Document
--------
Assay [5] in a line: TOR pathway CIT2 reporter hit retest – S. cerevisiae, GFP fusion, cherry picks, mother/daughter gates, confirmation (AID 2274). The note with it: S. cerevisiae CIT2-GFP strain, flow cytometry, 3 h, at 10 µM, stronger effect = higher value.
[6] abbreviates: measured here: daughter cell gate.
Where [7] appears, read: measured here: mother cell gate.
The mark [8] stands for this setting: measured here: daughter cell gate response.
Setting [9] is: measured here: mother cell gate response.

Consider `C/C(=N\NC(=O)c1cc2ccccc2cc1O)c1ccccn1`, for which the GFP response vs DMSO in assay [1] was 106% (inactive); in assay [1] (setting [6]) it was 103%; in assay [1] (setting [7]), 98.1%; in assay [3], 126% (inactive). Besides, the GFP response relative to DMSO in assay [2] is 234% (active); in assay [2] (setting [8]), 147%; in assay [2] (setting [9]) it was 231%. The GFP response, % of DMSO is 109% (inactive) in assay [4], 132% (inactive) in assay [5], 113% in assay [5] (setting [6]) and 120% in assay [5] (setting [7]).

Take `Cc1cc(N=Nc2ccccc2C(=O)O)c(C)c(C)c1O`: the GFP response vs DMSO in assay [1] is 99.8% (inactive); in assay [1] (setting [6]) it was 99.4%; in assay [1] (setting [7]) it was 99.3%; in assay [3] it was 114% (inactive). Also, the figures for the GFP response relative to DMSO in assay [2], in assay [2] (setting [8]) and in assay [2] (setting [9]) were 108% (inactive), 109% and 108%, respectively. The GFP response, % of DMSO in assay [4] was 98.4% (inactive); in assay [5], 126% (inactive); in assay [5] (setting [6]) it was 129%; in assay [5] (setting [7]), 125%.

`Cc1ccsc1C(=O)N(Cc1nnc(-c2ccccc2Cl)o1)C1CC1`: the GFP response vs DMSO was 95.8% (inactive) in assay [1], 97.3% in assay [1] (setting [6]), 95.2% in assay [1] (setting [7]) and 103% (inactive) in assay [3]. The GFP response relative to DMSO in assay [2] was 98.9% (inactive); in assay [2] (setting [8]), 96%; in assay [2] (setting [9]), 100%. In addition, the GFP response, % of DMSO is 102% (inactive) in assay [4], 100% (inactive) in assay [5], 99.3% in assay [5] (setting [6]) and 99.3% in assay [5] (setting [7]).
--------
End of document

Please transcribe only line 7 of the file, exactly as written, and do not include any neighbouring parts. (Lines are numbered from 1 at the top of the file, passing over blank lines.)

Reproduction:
Take `Cc1cc(N=Nc2ccccc2C(=O)O)c(C)c(C)c1O`: the GFP response vs DMSO in assay [1] is 99.8% (inactive); in assay [1] (setting [6]) it was 99.4%; in assay [1] (setting [7]) it was 99.3%; in assay [3] it was 114% (inactive). Also, the figures for the GFP response relative to DMSO in assay [2], in assay [2] (setting [8]) and in assay [2] (setting [9]) were 108% (inactive), 109% and 108%, respectively. The GFP response, % of DMSO in assay [4] was 98.4% (inactive); in assay [5], 126% (inactive); in assay [5] (setting [6]) it was 129%; in assay [5] (setting [7]), 125%.